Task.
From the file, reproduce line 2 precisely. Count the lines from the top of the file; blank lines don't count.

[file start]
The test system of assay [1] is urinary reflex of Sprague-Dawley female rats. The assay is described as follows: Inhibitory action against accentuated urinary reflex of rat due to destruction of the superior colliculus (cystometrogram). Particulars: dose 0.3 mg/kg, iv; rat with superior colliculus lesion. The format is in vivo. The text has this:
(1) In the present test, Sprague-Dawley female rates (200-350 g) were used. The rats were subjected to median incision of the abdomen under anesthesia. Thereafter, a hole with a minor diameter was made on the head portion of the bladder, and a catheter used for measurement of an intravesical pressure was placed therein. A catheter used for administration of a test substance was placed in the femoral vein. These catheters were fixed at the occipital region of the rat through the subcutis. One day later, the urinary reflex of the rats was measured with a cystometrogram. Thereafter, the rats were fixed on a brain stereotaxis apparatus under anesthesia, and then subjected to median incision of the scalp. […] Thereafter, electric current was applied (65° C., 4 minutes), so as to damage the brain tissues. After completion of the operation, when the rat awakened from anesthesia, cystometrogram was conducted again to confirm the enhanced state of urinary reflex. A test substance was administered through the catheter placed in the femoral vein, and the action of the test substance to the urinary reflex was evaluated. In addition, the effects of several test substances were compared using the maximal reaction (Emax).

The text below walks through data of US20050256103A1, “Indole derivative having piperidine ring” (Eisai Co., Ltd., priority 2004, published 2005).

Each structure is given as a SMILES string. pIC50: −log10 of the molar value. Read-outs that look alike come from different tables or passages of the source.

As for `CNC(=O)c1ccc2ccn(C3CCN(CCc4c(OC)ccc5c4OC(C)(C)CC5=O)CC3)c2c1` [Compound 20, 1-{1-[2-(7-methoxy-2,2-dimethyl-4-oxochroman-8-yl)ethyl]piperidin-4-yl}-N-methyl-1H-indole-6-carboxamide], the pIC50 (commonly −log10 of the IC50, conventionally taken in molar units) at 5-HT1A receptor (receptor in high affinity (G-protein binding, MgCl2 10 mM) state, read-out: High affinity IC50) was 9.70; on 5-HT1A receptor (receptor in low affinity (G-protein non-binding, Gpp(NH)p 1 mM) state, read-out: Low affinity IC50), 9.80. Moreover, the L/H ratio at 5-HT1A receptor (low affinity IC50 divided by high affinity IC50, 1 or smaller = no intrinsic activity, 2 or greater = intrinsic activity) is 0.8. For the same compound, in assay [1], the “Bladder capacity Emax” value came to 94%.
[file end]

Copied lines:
(1) In the present test, Sprague-Dawley female rates (200-350 g) were used. The rats were subjected to median incision of the abdomen under anesthesia. Thereafter, a hole with a minor diameter was made on the head portion of the bladder, and a catheter used for measurement of an intravesical pressure was placed therein. A catheter used for administration of a test substance was placed in the femoral vein. These catheters were fixed at the occipital region of the rat through the subcutis. One day later, the urinary reflex of the rats was measured with a cystometrogram. Thereafter, the rats were fixed on a brain stereotaxis apparatus under anesthesia, and then subjected to median incision of the scalp. […] Thereafter, electric current was applied (65° C., 4 minutes), so as to damage the brain tissues. After completion of the operation, when the rat awakened from anesthesia, cystometrogram was conducted again to confirm the enhanced state of urinary reflex. A test substance was administered through the catheter placed in the femoral vein, and the action of the test substance to the urinary reflex was evaluated. In addition, the effects of several test substances were compared using the maximal reaction (Emax).